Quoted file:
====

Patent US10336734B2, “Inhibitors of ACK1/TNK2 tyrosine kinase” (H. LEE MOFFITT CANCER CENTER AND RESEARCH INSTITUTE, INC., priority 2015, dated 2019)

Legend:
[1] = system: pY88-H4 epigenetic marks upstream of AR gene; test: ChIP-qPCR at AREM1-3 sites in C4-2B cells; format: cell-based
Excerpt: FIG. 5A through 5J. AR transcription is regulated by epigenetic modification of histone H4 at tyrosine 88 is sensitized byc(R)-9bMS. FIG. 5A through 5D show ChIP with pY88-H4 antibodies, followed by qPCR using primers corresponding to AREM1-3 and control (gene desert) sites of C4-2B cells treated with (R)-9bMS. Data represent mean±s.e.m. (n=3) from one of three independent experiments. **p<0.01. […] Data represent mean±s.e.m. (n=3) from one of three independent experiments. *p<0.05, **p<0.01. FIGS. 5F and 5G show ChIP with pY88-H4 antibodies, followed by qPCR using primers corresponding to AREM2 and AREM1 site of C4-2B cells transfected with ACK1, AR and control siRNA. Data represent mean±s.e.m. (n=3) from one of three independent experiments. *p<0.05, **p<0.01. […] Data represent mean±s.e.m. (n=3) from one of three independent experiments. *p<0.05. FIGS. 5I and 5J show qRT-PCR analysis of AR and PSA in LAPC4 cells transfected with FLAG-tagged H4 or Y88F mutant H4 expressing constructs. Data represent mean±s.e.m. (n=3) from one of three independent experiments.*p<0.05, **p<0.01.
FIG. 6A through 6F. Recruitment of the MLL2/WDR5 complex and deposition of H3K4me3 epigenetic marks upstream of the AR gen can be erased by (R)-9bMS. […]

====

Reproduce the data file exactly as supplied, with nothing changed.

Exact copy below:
Patent US10336734B2, “Inhibitors of ACK1/TNK2 tyrosine kinase” (H. LEE MOFFITT CANCER CENTER AND RESEARCH INSTITUTE, INC., priority 2015, dated 2019)

Legend:
[1] = system: pY88-H4 epigenetic marks upstream of AR gene; test: ChIP-qPCR at AREM1-3 sites in C4-2B cells; format: cell-based
Excerpt: FIG. 5A through 5J. AR transcription is regulated by epigenetic modification of histone H4 at tyrosine 88 is sensitized byc(R)-9bMS. FIG. 5A through 5D show ChIP with pY88-H4 antibodies, followed by qPCR using primers corresponding to AREM1-3 and control (gene desert) sites of C4-2B cells treated with (R)-9bMS. Data represent mean±s.e.m. (n=3) from one of three independent experiments. **p<0.01. […] Data represent mean±s.e.m. (n=3) from one of three independent experiments. *p<0.05, **p<0.01. FIGS. 5F and 5G show ChIP with pY88-H4 antibodies, followed by qPCR using primers corresponding to AREM2 and AREM1 site of C4-2B cells transfected with ACK1, AR and control siRNA. Data represent mean±s.e.m. (n=3) from one of three independent experiments. *p<0.05, **p<0.01. […] Data represent mean±s.e.m. (n=3) from one of three independent experiments. *p<0.05. FIGS. 5I and 5J show qRT-PCR analysis of AR and PSA in LAPC4 cells transfected with FLAG-tagged H4 or Y88F mutant H4 expressing constructs. Data represent mean±s.e.m. (n=3) from one of three independent experiments.*p<0.05, **p<0.01.
FIG. 6A through 6F. Recruitment of the MLL2/WDR5 complex and deposition of H3K4me3 epigenetic marks upstream of the AR gen can be erased by (R)-9bMS. […]